Detect memory dumping of the LSASS process.
- Type: TTP
- Product: Splunk Enterprise, Splunk Enterprise Security, Splunk Cloud
- Last Updated: 2019-12-06
- Author: Patrick Bareiss, Splunk
- ID: fb4c31b0-13e8-4155-8aa5-24de4b8d6717
|T1003.001||LSASS Memory||Credential Access|
`sysmon` EventCode=10 TargetImage=*lsass.exe CallTrace=*dbgcore.dll* OR CallTrace=*dbghelp.dll* | stats count min(_time) as firstTime max(_time) as lastTime by Computer, TargetImage, TargetProcessId, SourceImage, SourceProcessId | rename Computer as dest | `security_content_ctime(firstTime)` | `security_content_ctime(lastTime)` | `access_lsass_memory_for_dump_creation_filter`
Associated Analytic Story
How To Implement
This search requires Sysmon Logs and a Sysmon configuration, which includes EventCode 10 for lsass.exe. This search uses an input macro named
sysmon. We strongly recommend that you specify your environment-specific configurations (index, source, sourcetype, etc.) for Windows Sysmon logs. Replace the macro definition with configurations for your Splunk environment. The search also uses a post-filter macro designed to filter out known false positives.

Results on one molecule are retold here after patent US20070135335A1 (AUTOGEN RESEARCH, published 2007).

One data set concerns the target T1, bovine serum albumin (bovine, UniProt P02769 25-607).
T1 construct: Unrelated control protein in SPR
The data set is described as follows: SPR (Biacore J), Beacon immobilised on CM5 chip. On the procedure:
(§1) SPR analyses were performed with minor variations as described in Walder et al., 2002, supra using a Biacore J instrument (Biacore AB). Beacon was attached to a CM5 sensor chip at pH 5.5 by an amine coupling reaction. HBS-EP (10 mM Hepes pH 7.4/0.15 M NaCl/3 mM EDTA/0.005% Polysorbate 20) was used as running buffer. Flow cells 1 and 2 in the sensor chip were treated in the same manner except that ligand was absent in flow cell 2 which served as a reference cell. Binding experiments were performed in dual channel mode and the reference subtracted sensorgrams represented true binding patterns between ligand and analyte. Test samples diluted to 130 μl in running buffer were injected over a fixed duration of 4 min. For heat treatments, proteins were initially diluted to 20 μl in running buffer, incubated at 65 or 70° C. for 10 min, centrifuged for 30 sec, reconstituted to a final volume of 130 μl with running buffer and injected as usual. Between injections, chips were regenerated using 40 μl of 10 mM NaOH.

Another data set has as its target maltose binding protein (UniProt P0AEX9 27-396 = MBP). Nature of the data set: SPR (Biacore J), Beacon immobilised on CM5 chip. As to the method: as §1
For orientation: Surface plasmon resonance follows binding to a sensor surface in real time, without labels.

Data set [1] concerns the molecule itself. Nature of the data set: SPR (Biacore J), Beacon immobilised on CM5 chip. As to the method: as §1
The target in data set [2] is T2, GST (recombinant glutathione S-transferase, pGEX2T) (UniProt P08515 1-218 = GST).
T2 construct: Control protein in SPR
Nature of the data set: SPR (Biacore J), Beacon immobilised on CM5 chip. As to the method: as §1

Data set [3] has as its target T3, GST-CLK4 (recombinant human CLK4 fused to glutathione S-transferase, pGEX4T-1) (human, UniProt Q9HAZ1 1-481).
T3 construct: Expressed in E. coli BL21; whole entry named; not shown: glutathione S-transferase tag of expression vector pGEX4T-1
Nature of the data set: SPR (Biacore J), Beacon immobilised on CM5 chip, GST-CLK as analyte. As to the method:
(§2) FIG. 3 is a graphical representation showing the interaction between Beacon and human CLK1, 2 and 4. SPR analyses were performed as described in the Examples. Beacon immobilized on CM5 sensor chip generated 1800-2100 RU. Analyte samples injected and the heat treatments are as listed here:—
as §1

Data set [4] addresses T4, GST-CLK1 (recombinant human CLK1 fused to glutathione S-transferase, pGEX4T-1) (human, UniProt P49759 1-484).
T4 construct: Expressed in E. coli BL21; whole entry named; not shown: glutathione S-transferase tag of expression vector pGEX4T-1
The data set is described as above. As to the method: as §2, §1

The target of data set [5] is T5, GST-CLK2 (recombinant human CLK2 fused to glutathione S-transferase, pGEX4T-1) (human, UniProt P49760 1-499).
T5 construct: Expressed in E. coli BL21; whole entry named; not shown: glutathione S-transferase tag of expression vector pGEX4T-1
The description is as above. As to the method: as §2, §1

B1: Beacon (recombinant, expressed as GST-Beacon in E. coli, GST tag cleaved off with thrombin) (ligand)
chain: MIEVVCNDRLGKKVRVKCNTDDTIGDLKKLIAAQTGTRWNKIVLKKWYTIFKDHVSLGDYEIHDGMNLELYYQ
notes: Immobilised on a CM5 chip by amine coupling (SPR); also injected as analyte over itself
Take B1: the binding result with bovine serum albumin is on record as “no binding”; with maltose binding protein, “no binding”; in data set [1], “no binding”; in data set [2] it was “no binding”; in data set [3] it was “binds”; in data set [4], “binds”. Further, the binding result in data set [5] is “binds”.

Kill Chain Phase
- Actions on Objectives
Known False Positives
Administrators can create memory dumps for debugging purposes, but memory dumps of the LSASS process would be unusual.
|63.0||70||90||process $SourceImage$ injected into $TargetImage$ and was attempted dump LSASS on $dest$. Adversaries tend to do this when trying to accesss credential material stored in the process memory of the Local Security Authority Subsystem Service (LSASS).|
source | version: 2